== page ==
To get back to our hotel, we had our first taste of Japan’s bullet train.  Since we were far  away from town, there were no crowds at the station, and it was quiet as we waited on the platform.  We felt a sudden rumbling and wondered it was,  and before we knew it, at close to 225 miles per hour, a bullet train flew through the train station, and disappeared into the tunnel, just seeing a glimpse of it as it rocketed through the station.  Holy mackerel, these things are lightening fast!  We felt like the suction from the speed would have just pulled us right off the train platform!

The Bullet Train
The Bullet Train

 

At the bullet train station.
At the bullet train station.

Once inside, the trains are slick, immaculate, and looked like new.  Amazing!  We could certainly learn a few things from the Japanese when it comes to mass transit.

 

Robot Restaurant

Our hotel by the Tokyo train station was a business district called Chiyoda. Every morning we watched the parade of workers in their black uniforms rushing off to work.  It seems like almost everyone wears a black suit, white shirt and tie, with women wearing black suits as well. It’s a very formal look. We have moved hotels 15 minutes west to a new district called Shinjuku, where the mood has changed completely. The plethora of neon signs reminds me of Times Square New York and Hong Kong, the crowd much younger and punkier, and the streets are filled with shopping, and night clubs.  It’s a buzzing hive activity, and we were just amazed at the number of people crossing at an intersection.

Shinjuku - the night club area
Shinjuku – the night club area

While perusing Trip Advisor, Chuck found the top two things to do in Shinjuku were #1:  Shinjuku Gyoen National Garden and #2:  Robot Restaurant.  Really?!  Japanese robots are crazy cool. Girl robots even cooler.  Add sexy girl dancers, turn it into a cabaret show,  and you have a new type of entertainment for our times of the video games generation.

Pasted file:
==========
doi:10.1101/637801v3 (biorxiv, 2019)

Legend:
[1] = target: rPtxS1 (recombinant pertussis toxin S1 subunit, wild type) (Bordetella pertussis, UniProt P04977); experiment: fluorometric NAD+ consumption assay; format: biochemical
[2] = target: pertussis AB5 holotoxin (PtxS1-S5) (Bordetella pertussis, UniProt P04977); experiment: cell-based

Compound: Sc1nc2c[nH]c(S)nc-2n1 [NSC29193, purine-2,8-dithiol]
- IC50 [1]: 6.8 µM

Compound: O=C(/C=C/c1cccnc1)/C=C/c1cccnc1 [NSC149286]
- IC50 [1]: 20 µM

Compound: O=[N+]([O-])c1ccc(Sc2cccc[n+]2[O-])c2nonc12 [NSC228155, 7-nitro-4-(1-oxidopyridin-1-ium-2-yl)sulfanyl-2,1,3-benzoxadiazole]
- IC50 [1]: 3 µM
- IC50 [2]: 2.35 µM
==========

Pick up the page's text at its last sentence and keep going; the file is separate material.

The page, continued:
When you first walk in, you already know something is different than anything you’ve ever seen.  The band members at the entrance are wearing costumes that look like they are out some Japanese Space comic book, another riding on a giant fembot, gliding around the floor.

FemBot!
FemBot!
Greeters
Greeters

The elevator to the waiting room is fully crystal mirrored on top, sides, and bottom with led lights reflecting all around to a dizzying effect.   The waiting room is all decked out in gold and mirrors, like a Liberace palace gone crazy.  On our final descent into the basement, where the show takes place, there are giant butterflies painted on opaque glass walls, topped with three foot long glazed geckos and day of the dead skulls.  It’s all crazy bright and busy.  As we walk to our seats, we pass right by giant robots sitting quietly in the dark, stacked on top of each other, and we wonder how that’s all going to play into the show.   The stage is set up like a wide runway, with stadium seats with small tables along on both sides.  The three rows of tiered seats assure that there is not a bad seat in the house and everyone will get a great view.

What follows is a fast-paced revue of dancing girls, glitz, seizure inducing flashing lights and special effects synchronized with the massive LED screens covering the walls and ceiling integrated into each routine. The dancing and bikinis are PG13 and the girls are all so adorably cute.  How could you not like little Asians in bunny costumes playing drums and singing to Dreamgirls? Dance routines currently run from taiko drumming fantasies, to battling space robots with giant tarantulas, to army girls draped over the neon tank and an airplane flying overhead bringing in girls in on trapeze swings.  Sometimes you’re not exactly sure what the theme is, but…does anybody really care?

The highlight of the show is the appearance of the huge terminators which seem to almost attack everyone sitting in the front rows, along with the gigantic, busty  warrior- princess Fem Bots, mounted with five dancers, which glide aound the dance floor.  All the robots have moving parts – arms, legs, head, fingers, torsos, and mouths.  Add flashing laser beams and sound effects, LED clad robots on space age bikes, CP3Os, and sequined bikini clad dancers and you genuinely feel as though you are living inside a terminator Sci-Fi movie. I’m sure while you’re reading this, you’re going to think I was smoking something funny, but this is the wackiest, most zany, wackadoodle show I have ever seen.  It was an hour and fifteen minutes of great fun for $60.  It’s a MUST SEE if you’re ever in Shinjuku.   I don’t think there’s anything like this anywhere else in the world…not even Las Vegas!